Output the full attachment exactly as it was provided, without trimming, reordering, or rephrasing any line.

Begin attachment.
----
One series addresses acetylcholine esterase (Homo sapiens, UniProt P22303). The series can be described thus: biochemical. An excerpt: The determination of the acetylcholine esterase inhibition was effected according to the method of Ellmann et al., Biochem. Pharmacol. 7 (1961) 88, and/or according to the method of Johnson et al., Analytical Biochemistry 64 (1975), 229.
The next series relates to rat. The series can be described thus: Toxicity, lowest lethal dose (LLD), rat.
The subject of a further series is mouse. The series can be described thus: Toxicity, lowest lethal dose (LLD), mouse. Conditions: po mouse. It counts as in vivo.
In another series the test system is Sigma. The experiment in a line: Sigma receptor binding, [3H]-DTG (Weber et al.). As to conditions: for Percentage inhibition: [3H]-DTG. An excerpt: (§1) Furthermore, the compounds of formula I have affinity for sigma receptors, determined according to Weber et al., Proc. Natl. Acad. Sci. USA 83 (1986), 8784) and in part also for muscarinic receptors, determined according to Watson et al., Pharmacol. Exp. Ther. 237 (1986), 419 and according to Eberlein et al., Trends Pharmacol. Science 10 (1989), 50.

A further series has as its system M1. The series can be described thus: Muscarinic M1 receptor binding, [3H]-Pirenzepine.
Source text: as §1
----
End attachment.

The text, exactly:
One series addresses acetylcholine esterase (Homo sapiens, UniProt P22303). The series can be described thus: biochemical. An excerpt: The determination of the acetylcholine esterase inhibition was effected according to the method of Ellmann et al., Biochem. Pharmacol. 7 (1961) 88, and/or according to the method of Johnson et al., Analytical Biochemistry 64 (1975), 229.
The next series relates to rat. The series can be described thus: Toxicity, lowest lethal dose (LLD), rat.
The subject of a further series is mouse. The series can be described thus: Toxicity, lowest lethal dose (LLD), mouse. Conditions: po mouse. It counts as in vivo.
In another series the test system is Sigma. The experiment in a line: Sigma receptor binding, [3H]-DTG (Weber et al.). As to conditions: for Percentage inhibition: [3H]-DTG. An excerpt: (§1) Furthermore, the compounds of formula I have affinity for sigma receptors, determined according to Weber et al., Proc. Natl. Acad. Sci. USA 83 (1986), 8784) and in part also for muscarinic receptors, determined according to Watson et al., Pharmacol. Exp. Ther. 237 (1986), 419 and according to Eberlein et al., Trends Pharmacol. Science 10 (1989), 50.

A further series has as its system M1. The series can be described thus: Muscarinic M1 receptor binding, [3H]-Pirenzepine.
Source text: as §1